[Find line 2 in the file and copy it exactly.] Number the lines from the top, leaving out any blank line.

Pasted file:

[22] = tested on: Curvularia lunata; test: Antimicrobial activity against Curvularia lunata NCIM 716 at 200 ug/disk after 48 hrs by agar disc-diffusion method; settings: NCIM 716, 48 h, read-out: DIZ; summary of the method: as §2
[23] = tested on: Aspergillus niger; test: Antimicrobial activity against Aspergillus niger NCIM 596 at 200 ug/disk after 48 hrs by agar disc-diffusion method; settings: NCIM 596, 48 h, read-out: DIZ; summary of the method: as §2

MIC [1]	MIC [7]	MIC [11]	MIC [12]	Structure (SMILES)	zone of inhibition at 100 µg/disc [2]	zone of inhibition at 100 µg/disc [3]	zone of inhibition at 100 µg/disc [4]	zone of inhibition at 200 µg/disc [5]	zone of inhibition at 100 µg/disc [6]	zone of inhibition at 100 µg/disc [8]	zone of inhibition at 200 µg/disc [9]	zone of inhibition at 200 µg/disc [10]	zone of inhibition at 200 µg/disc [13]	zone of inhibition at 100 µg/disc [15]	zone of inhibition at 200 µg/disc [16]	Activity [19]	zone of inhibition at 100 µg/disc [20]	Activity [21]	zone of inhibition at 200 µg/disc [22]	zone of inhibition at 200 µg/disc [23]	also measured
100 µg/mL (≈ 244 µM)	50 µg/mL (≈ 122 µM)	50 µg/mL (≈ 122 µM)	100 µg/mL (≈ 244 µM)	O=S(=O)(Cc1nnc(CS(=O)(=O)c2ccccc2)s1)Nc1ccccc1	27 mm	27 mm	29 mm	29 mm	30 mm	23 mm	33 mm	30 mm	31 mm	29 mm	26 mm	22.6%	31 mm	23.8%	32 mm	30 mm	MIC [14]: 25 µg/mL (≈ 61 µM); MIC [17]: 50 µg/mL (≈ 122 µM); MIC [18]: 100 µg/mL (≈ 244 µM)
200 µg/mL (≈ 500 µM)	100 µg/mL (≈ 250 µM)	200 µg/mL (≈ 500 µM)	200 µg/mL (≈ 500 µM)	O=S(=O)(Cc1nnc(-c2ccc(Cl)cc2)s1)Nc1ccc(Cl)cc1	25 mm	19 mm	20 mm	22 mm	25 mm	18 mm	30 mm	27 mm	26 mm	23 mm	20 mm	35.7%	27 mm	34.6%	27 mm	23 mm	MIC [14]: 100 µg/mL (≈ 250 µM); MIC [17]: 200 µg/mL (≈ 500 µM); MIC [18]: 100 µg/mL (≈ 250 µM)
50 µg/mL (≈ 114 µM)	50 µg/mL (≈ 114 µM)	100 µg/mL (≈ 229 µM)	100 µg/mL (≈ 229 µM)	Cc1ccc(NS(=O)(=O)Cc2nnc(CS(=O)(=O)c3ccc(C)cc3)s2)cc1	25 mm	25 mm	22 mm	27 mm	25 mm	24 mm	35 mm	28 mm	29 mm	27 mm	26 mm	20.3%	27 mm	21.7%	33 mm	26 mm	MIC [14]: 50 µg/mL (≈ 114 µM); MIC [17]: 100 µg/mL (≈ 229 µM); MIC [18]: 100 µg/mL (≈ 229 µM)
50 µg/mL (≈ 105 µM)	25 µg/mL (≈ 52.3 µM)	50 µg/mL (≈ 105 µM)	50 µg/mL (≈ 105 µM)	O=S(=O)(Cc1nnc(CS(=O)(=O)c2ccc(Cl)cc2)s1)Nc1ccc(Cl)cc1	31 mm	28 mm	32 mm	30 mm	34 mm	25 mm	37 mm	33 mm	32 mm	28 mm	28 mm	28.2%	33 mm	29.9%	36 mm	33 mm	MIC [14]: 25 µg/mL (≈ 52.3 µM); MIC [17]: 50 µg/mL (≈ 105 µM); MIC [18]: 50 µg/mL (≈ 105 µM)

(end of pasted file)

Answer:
[23] = tested on: Aspergillus niger; test: Antimicrobial activity against Aspergillus niger NCIM 596 at 200 ug/disk after 48 hrs by agar disc-diffusion method; settings: NCIM 596, 48 h, read-out: DIZ; summary of the method: as §2